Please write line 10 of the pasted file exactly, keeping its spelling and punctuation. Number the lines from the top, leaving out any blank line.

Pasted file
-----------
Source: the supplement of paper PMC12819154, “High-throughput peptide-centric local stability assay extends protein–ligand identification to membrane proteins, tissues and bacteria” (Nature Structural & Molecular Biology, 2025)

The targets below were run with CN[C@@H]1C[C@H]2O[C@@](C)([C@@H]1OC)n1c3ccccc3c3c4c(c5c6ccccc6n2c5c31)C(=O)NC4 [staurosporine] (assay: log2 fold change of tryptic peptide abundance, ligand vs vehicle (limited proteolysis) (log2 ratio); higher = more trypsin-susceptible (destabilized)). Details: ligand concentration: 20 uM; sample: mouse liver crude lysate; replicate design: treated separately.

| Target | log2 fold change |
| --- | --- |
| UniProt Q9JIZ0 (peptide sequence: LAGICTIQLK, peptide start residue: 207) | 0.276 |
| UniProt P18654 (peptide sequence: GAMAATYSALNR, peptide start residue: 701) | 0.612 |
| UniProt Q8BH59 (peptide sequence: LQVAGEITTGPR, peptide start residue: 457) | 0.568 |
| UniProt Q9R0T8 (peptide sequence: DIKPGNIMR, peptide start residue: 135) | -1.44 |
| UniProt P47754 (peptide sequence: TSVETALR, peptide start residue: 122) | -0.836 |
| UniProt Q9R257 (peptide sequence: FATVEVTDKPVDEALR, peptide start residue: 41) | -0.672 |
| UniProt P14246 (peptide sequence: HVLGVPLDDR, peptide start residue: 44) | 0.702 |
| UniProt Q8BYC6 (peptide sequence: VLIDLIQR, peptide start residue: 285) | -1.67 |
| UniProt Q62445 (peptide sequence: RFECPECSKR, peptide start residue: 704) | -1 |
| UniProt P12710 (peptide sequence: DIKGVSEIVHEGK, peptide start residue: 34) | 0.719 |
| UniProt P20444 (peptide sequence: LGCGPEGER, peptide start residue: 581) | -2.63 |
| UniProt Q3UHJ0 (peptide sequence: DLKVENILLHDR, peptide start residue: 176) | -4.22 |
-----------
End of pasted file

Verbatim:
| UniProt Q9R257 (peptide sequence: FATVEVTDKPVDEALR, peptide start residue: 41) | -0.672 |